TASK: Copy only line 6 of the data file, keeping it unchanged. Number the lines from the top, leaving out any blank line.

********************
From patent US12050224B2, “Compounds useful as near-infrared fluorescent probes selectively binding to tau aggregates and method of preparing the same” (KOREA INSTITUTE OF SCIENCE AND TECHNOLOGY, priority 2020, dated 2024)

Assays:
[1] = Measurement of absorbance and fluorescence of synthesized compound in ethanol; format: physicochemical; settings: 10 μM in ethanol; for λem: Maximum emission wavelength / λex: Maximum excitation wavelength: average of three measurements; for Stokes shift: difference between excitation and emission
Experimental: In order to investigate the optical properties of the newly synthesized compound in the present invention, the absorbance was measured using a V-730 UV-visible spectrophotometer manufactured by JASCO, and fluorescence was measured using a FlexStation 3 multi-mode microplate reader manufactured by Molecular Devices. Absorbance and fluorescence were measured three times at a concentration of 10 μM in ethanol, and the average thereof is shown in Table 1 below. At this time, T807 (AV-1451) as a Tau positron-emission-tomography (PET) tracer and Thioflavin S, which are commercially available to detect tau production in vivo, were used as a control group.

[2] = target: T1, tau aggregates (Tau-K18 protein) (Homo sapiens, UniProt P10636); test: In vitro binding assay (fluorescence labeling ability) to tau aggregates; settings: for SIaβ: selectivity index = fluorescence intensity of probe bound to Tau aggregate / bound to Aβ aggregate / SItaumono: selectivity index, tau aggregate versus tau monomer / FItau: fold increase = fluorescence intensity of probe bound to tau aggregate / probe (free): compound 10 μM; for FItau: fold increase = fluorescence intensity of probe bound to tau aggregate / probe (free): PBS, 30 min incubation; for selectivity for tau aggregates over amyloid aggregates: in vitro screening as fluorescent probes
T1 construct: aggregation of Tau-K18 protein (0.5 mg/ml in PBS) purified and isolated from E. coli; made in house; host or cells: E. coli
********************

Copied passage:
T1 construct: aggregation of Tau-K18 protein (0.5 mg/ml in PBS) purified and isolated from E. coli; made in house; host or cells: E. coli